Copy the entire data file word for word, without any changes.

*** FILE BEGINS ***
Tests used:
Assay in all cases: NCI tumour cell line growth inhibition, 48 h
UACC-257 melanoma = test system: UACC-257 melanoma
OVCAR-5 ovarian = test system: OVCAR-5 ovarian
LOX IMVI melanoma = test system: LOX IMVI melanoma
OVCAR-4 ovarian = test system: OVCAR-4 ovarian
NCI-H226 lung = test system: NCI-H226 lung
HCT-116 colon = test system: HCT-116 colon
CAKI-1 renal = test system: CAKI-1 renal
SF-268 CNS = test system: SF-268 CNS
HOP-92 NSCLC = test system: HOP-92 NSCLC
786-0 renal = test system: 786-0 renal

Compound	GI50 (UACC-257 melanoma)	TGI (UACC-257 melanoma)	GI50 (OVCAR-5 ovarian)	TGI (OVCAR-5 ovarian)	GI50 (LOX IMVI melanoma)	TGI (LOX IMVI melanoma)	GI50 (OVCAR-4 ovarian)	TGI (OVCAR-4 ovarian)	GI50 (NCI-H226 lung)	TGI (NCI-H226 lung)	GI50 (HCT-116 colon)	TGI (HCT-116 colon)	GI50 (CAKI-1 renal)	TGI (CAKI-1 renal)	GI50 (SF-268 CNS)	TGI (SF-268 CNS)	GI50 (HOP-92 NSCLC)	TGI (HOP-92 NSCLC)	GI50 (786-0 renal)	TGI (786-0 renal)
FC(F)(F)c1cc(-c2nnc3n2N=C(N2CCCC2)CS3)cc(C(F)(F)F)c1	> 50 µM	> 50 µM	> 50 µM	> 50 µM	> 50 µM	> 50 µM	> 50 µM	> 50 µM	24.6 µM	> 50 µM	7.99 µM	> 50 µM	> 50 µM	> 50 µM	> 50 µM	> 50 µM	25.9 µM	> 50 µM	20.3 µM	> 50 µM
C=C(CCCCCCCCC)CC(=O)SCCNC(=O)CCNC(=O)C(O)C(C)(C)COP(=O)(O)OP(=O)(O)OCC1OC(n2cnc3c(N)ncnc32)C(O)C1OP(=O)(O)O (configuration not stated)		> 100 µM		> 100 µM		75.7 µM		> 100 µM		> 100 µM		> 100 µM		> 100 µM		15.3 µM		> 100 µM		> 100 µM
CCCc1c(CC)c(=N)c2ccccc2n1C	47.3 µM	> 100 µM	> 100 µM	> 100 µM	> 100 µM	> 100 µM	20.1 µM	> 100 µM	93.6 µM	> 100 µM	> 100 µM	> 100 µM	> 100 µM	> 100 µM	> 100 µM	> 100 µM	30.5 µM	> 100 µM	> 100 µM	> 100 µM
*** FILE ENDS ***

Tests used:
Assay in all cases: NCI tumour cell line growth inhibition, 48 h
UACC-257 melanoma = test system: UACC-257 melanoma
OVCAR-5 ovarian = test system: OVCAR-5 ovarian
LOX IMVI melanoma = test system: LOX IMVI melanoma
OVCAR-4 ovarian = test system: OVCAR-4 ovarian
NCI-H226 lung = test system: NCI-H226 lung
HCT-116 colon = test system: HCT-116 colon
CAKI-1 renal = test system: CAKI-1 renal
SF-268 CNS = test system: SF-268 CNS
HOP-92 NSCLC = test system: HOP-92 NSCLC
786-0 renal = test system: 786-0 renal

Compound	GI50 (UACC-257 melanoma)	TGI (UACC-257 melanoma)	GI50 (OVCAR-5 ovarian)	TGI (OVCAR-5 ovarian)	GI50 (LOX IMVI melanoma)	TGI (LOX IMVI melanoma)	GI50 (OVCAR-4 ovarian)	TGI (OVCAR-4 ovarian)	GI50 (NCI-H226 lung)	TGI (NCI-H226 lung)	GI50 (HCT-116 colon)	TGI (HCT-116 colon)	GI50 (CAKI-1 renal)	TGI (CAKI-1 renal)	GI50 (SF-268 CNS)	TGI (SF-268 CNS)	GI50 (HOP-92 NSCLC)	TGI (HOP-92 NSCLC)	GI50 (786-0 renal)	TGI (786-0 renal)
FC(F)(F)c1cc(-c2nnc3n2N=C(N2CCCC2)CS3)cc(C(F)(F)F)c1	> 50 µM	> 50 µM	> 50 µM	> 50 µM	> 50 µM	> 50 µM	> 50 µM	> 50 µM	24.6 µM	> 50 µM	7.99 µM	> 50 µM	> 50 µM	> 50 µM	> 50 µM	> 50 µM	25.9 µM	> 50 µM	20.3 µM	> 50 µM
C=C(CCCCCCCCC)CC(=O)SCCNC(=O)CCNC(=O)C(O)C(C)(C)COP(=O)(O)OP(=O)(O)OCC1OC(n2cnc3c(N)ncnc32)C(O)C1OP(=O)(O)O (configuration not stated)		> 100 µM		> 100 µM		75.7 µM		> 100 µM		> 100 µM		> 100 µM		> 100 µM		15.3 µM		> 100 µM		> 100 µM
CCCc1c(CC)c(=N)c2ccccc2n1C	47.3 µM	> 100 µM	> 100 µM	> 100 µM	> 100 µM	> 100 µM	20.1 µM	> 100 µM	93.6 µM	> 100 µM	> 100 µM	> 100 µM	> 100 µM	> 100 µM	> 100 µM	> 100 µM	30.5 µM	> 100 µM	> 100 µM	> 100 µM